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Your Results - you searched for the keyword FBI 2 Results
1. Shapiro, F. (2012, September). EMDR Humanitarian Assistance Programs: Building sustainable mental health resources worldwide. ISTSS Traumatic StressPoints, 26(5), 2-3.
EMDR Humanitarian Assistance Programs (HAP) began in 1995 as a response to the Oklahoma City bombing. An FBI agent who had previously received EMDR therapy called requesting help, stating that the local mental health professionals were overwhelmed by the task. After a needs assessment, approximately 100 volunteer clinicians trained in EMDR therapy were rotated in to provide pro bono treatment for the bombing victims and front-line responders. A program evaluation indicated that over 80 percent achieved beneficial treatment effects within three sessions, and, in the same year, a study using a delayed treatment control group also showed positive results (Wilson, Becker & Tinker, 1995). Subsequently, free trainings in EMDR therapy were offered and provided to 290 clinicians in collaboration with local agencies. The feedback was so positive that a 501(c)3 organization was soon established. [Excerpt]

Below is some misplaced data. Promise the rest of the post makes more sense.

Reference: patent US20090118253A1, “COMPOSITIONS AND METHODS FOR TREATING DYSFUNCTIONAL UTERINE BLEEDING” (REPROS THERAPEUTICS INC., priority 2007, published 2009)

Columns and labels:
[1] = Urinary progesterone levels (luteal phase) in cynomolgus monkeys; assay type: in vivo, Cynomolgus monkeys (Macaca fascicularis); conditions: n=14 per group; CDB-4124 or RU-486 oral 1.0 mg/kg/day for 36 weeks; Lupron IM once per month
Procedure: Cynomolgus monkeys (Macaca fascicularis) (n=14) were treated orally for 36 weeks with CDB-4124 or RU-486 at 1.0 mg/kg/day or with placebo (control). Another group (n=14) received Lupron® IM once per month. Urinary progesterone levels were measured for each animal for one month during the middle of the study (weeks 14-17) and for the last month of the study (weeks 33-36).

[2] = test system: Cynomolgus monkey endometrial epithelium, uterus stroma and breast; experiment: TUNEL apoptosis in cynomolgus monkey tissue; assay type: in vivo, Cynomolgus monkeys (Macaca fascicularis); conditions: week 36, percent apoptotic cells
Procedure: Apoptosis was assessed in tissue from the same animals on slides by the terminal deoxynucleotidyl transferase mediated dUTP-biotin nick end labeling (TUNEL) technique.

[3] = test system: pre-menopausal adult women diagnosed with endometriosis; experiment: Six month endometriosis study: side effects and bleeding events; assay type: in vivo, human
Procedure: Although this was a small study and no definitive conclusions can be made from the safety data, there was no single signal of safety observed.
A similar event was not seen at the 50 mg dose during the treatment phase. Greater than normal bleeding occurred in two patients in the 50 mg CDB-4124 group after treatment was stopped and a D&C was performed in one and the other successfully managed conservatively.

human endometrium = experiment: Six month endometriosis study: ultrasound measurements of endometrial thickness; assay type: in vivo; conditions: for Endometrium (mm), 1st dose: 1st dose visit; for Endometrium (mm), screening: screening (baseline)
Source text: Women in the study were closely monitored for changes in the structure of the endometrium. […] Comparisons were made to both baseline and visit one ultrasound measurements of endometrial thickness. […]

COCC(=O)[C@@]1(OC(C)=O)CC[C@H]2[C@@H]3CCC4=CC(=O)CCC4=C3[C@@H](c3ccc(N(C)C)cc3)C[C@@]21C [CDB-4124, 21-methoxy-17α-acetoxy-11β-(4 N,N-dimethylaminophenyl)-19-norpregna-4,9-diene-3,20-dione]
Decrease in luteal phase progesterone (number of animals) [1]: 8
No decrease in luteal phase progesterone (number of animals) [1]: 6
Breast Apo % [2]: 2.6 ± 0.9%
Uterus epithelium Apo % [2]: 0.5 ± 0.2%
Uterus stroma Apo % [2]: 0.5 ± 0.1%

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2. McNally, R. J., & Solomon, R. M. (1999, February). The FBIís Critical Incident Stress Management program. FBI Law Enforcement Bulletin, 68(2), 20-26.
Abstract: Eye movement desensitization and reprocessing (EMDR) is a component of the FBI's integrated response to critical incidents. A therapeutic method that must be administered only by mental health professionals trained in the procedure, EMDR frequently accelerates the treatment of trauma. Reportedly, EMDR stimulates the brain's natural information-processing mechanisms, allowing the “frozen” traumatic information to be processed normally and achieve integration. 8 Negative images often fade; negative emotions subside. Irrational thoughts give way to appropriate, adaptive thoughts and interpretations (e.g., I did the best I could...I survived and I am now safe...I can exercise control). With EMDR, an individual discards what is not useful (e.g., irrational thoughts, distressing emotions, intrusive images), retains what is useful, and learns from the event, as the following hypothetical example illustrates.
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